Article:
We are not the policeman of the world, American politicians argued. But that is exactly what a superpower is – power brings responsibility.
The pitiful sight of the
Obama administration throughout this crisis shows that the
Cynics will say that the Americans really desire to keep Qaddafi, so that he can go on delivering the oil, much as they support the autocrats of Saudi Arabia and Bahrain who are crushing their peoples and continue to deal with the oil as if it were their private property.
“Non-intervention” turned the Spanish people over to the tender mercies of Franco, and protected Hitler at the most sensitive stages of his preparation for war. Direct intervention, on the other hand, sent Milosevic to the war criminals’ prison.
I WANT to make my position on this perfectly clear.
The doctrine of non-intervention into the internal affairs of other countries when matters of genocide and mass killings are concerned is dead and should be buried, before the corpse starts to stink to high heaven.
At this point in history, it is the duty of all nations to prevent systematic atrocities committed by a criminal government against its own citizens. This duty falls on international institutions like the UN, but when these fail, as they so often do, the duty falls on individual nations or groups of nations. To its credit, the Arab League, comprising 22 Arab nations, did come out unequivocally for military intervention against Qaddafi – though not against other Arab tyrants, some of whom voted for the resolution.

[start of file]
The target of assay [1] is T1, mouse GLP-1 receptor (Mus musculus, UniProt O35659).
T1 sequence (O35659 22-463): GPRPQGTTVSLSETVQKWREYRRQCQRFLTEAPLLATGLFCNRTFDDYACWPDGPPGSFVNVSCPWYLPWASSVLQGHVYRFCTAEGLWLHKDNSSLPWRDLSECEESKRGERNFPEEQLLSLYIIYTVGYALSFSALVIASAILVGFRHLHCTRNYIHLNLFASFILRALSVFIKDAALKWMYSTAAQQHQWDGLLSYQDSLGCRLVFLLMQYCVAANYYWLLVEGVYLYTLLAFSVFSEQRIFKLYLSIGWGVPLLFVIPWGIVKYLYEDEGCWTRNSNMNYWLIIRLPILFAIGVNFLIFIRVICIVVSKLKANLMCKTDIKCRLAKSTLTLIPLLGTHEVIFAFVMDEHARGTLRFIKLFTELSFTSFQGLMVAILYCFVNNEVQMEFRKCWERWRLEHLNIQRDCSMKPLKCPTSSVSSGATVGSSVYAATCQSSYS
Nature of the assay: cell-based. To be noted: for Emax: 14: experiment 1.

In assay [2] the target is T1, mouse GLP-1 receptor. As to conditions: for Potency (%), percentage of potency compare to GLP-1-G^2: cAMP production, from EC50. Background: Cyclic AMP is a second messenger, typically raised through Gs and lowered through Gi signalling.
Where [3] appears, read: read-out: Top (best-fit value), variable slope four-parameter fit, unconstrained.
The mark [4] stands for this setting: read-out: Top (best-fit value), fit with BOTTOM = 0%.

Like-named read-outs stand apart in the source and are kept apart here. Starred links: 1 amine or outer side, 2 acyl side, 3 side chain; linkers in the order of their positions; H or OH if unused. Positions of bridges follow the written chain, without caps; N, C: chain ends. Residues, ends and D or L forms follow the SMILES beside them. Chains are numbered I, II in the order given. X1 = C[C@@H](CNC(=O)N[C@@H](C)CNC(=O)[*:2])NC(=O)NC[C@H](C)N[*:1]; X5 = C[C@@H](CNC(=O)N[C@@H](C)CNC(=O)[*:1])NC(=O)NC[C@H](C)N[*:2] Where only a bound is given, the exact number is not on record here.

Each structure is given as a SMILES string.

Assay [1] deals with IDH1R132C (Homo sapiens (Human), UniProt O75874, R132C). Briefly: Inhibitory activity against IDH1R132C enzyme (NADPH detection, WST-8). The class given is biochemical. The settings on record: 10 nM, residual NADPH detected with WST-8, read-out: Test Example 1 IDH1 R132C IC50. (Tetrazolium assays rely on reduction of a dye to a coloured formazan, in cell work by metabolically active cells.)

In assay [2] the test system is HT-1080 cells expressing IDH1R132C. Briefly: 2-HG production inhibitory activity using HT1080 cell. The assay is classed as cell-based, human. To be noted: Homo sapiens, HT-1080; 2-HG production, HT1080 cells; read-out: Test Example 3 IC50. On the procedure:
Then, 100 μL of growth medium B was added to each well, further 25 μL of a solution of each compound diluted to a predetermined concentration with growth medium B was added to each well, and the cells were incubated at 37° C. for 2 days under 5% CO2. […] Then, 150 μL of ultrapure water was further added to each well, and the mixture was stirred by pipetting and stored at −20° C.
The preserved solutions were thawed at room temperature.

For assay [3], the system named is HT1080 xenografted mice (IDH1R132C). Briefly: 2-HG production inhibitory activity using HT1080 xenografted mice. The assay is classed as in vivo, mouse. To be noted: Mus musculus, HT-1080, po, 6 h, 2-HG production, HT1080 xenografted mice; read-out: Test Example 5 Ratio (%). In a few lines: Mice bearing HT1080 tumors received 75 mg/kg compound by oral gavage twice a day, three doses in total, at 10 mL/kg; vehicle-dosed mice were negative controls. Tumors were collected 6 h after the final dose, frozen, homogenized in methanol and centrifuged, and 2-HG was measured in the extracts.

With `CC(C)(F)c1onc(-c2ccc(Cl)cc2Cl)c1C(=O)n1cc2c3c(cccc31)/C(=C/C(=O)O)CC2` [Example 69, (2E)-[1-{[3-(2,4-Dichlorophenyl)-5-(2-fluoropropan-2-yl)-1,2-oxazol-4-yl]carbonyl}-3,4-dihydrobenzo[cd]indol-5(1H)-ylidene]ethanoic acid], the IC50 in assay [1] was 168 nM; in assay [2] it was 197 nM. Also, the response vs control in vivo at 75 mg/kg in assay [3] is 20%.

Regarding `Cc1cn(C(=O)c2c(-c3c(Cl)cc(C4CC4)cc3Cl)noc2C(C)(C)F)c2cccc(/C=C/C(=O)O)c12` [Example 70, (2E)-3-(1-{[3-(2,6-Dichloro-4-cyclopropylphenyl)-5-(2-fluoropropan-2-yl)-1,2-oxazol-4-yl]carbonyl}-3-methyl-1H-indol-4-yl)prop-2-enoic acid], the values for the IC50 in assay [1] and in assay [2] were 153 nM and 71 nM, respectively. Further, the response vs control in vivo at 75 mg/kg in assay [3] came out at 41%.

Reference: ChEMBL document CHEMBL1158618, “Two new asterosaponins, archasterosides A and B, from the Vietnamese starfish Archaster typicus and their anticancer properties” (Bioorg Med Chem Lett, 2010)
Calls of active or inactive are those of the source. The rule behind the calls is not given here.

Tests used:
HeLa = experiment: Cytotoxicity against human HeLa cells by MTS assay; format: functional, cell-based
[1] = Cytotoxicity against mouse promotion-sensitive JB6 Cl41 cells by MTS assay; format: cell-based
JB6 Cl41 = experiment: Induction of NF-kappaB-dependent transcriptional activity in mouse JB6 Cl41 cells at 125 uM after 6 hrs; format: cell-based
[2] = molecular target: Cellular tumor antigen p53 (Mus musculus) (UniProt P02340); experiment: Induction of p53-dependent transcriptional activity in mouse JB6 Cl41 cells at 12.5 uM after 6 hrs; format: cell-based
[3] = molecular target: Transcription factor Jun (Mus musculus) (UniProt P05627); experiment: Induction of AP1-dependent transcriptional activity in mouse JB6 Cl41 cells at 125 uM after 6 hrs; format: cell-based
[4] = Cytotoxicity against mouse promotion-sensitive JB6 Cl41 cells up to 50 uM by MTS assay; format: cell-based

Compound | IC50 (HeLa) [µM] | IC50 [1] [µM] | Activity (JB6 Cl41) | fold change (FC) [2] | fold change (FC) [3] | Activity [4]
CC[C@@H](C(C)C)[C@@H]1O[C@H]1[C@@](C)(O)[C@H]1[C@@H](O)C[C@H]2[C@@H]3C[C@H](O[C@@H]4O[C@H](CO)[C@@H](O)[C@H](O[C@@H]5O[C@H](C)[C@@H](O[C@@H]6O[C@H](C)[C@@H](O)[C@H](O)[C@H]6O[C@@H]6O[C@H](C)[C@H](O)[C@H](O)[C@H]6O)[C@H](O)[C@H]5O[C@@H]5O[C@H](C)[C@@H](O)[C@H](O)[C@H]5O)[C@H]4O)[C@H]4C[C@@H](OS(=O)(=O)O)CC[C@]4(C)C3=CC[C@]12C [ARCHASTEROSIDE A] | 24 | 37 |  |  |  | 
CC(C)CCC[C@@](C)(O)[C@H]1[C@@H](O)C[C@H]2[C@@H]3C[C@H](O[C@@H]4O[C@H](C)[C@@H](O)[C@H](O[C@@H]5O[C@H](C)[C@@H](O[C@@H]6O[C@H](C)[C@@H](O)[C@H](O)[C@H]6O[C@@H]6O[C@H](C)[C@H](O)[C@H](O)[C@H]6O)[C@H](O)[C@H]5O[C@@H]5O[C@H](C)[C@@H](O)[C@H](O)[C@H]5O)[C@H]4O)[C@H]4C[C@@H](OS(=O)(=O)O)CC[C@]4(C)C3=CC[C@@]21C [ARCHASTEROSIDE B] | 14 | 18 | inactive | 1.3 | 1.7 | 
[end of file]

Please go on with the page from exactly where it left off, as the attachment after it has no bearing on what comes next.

Centuries ago, it was accepted that every nation is responsible for the capture and trial of pirates, irrespective of where and against whom their crimes were committed. This principle should be applied now to crimes committed by regimes against their citizens. Muammar Qaddafi should be caught and put on trial.
Humanity is moving towards a civilized world order. Non-intervention is the
Security Council resolution was a historic step in this direction. In my
imagination I saw French planes rolling off the airstrips minutes after the
votes were counted. That has not happened. But
In international parlance, non-intervention has indeed become a dirty word.